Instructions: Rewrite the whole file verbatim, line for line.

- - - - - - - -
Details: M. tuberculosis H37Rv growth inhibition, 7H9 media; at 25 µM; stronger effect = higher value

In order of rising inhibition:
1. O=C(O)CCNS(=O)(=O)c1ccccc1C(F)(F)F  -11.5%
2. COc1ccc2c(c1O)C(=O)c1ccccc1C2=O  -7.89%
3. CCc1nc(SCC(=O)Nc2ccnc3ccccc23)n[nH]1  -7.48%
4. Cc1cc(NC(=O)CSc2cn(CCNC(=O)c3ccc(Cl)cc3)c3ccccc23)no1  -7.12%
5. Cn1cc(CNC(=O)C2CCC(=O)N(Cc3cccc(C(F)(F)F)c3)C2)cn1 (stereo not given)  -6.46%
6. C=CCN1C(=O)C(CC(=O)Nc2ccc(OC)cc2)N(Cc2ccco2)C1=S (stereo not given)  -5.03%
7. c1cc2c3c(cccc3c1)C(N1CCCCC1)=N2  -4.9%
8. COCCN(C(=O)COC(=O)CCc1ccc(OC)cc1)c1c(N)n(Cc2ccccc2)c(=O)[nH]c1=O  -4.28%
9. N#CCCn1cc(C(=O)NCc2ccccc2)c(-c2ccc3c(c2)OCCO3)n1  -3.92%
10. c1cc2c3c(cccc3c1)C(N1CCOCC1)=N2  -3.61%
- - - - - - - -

Details: M. tuberculosis H37Rv growth inhibition, 7H9 media; at 25 µM; stronger effect = higher value

In order of rising inhibition:
1. O=C(O)CCNS(=O)(=O)c1ccccc1C(F)(F)F  -11.5%
2. COc1ccc2c(c1O)C(=O)c1ccccc1C2=O  -7.89%
3. CCc1nc(SCC(=O)Nc2ccnc3ccccc23)n[nH]1  -7.48%
4. Cc1cc(NC(=O)CSc2cn(CCNC(=O)c3ccc(Cl)cc3)c3ccccc23)no1  -7.12%
5. Cn1cc(CNC(=O)C2CCC(=O)N(Cc3cccc(C(F)(F)F)c3)C2)cn1 (stereo not given)  -6.46%
6. C=CCN1C(=O)C(CC(=O)Nc2ccc(OC)cc2)N(Cc2ccco2)C1=S (stereo not given)  -5.03%
7. c1cc2c3c(cccc3c1)C(N1CCCCC1)=N2  -4.9%
8. COCCN(C(=O)COC(=O)CCc1ccc(OC)cc1)c1c(N)n(Cc2ccccc2)c(=O)[nH]c1=O  -4.28%
9. N#CCCn1cc(C(=O)NCc2ccccc2)c(-c2ccc3c(c2)OCCO3)n1  -3.92%
10. c1cc2c3c(cccc3c1)C(N1CCOCC1)=N2  -3.61%